There have been extensive studies on the mechanical behaviors of the host rock for HLW disposal [1,9,18,19,20,21,22]. In many studies, simultaneously mobilized Mohr-Coulomb strength parameters (cohesion and friction angle) were used in the modelling of the underground excavation [23,24,25,26,27]. In order to describe the plastic strain softening behavior of the rock, they assumed that both cohesion and friction angle degrade from the initial value to the residual value with the increasing plastic strain, and piecewise linear models were usually adopted [23,24,25,26,27]. However, based on a series of theoretical analyses and laboratory experimental studies on cohesive soil, granite, marble, limestone, etc., it has been found that the geo-materials always show non-simultaneous mobilization of strength components, i.e., cohesion will be degraded and friction angle will be enhanced with the increasing damage or plastic strain during the failure process [26,28,29,30,31,32,33,34,35]. This is owing to the development of cracks inside the rock decreases the cohesive strength, while the induced crack surfaces make the frictional strength increases [26,29,36]. Accordingly, the cohesion weakening friction strengthening (CWFS) model was proposed, and this model with linear equations was used for modelling the failure process of URL Mine-by tunnel [26,29,36]. A comparison study shows that CWFS model can capture the failure extent and depth of failure (DOF) of this circular excavation better than the other widely used models such as elastic model, elastic-perfectly plastic model, elastic-brittle model, etc. [26]. Thereafter, more linear CWFS models are used in the researches and give reasonable simulations on the stability of underground openings, pillars, as well as the process of crack propagation [30,37,38,39]. Nonetheless, it was pointed out that the linear CWFS model may result in a problematic behavior of the stress – strain curves, and a fitted non-linear CWFS model with smooth curves was proposed, which was proved to be able to capture the gradual damage process better [31]. More recently, reference [40] proposed the guidelines for the parameters selection for CWFS modelling analysis of excavations. Up to date, the concept of CWFS analyses has widely been accepted in modelling the failure of brittle rocks.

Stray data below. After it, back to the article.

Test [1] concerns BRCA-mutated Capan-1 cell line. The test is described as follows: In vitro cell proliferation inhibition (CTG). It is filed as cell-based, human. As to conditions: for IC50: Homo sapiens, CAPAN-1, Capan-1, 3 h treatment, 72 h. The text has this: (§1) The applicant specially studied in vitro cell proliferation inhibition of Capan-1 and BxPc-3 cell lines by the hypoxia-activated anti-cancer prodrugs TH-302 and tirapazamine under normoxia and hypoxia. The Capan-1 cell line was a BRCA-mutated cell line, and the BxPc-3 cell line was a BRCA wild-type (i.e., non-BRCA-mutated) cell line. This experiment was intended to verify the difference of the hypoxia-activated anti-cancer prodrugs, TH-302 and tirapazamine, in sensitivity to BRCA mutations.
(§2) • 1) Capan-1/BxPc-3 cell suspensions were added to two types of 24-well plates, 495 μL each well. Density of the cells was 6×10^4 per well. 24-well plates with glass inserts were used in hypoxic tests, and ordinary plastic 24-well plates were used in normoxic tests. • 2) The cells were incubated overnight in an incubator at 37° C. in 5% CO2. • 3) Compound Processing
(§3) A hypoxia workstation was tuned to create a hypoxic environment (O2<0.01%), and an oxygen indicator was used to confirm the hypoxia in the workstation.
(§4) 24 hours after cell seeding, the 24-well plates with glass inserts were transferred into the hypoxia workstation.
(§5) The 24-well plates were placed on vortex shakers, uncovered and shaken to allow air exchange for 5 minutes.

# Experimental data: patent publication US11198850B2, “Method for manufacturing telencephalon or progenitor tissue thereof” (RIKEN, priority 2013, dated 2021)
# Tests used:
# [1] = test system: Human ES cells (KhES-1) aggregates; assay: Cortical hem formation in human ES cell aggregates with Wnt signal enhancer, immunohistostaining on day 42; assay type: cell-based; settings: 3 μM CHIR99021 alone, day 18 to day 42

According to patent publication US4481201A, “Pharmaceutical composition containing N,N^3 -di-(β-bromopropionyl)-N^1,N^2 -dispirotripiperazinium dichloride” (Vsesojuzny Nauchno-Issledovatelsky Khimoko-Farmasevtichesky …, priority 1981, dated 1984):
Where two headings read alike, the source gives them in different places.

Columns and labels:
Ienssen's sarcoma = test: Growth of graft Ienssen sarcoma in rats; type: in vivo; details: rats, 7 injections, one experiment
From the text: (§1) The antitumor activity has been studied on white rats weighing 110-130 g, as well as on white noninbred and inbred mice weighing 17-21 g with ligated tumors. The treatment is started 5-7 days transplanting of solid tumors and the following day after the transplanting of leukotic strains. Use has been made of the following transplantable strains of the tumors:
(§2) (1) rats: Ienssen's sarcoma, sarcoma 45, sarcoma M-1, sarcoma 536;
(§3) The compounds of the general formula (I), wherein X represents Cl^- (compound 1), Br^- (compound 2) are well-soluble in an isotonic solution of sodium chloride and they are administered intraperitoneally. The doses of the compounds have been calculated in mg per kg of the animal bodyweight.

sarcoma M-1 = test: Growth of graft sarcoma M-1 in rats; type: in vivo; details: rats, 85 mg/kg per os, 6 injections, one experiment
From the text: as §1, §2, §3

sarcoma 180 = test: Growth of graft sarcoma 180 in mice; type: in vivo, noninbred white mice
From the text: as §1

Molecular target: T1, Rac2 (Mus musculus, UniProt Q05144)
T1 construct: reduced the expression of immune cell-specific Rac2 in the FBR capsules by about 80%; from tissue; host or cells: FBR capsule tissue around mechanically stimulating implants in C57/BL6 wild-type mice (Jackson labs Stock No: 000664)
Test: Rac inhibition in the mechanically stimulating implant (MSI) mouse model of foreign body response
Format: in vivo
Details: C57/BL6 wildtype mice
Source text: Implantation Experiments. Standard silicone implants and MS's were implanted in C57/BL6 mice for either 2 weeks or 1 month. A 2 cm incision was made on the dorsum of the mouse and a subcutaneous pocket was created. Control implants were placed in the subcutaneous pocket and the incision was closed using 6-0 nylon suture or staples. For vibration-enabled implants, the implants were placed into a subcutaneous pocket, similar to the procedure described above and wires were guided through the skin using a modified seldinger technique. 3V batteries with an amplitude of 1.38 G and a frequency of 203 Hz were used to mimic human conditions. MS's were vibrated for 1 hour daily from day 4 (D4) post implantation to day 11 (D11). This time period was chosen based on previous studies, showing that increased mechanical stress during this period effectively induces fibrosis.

However, the studies on the mobilization of strength parameters mainly focused on the Mohr-Coulomb criterion. As an actual fact, Hoek-Brown criterion is also widely used in the modelling of field rock engineering [41,42]. There were some studies using piecewise linear models with simultaneous mobilization of Hoek-Brown strength parameters ( m and s ) to analyze rock behaviors [23,24,26,43]. Nevertheless, according to the above-mentioned analyses on the non-simultaneous mobilization of cohesion and friction angle, we should notice whether the Hoek-Brown strength parameters may also be mobilized non-simultaneously during the damage and failure process of rock. If the answer is yes, what is the characteristics of this mobilization? What is the relationship between the mobilized Hoek-Brown strength parameters and the rock damage or plastic strain? This has not been investigated in the published researches, and it is required to conduct a detailed study.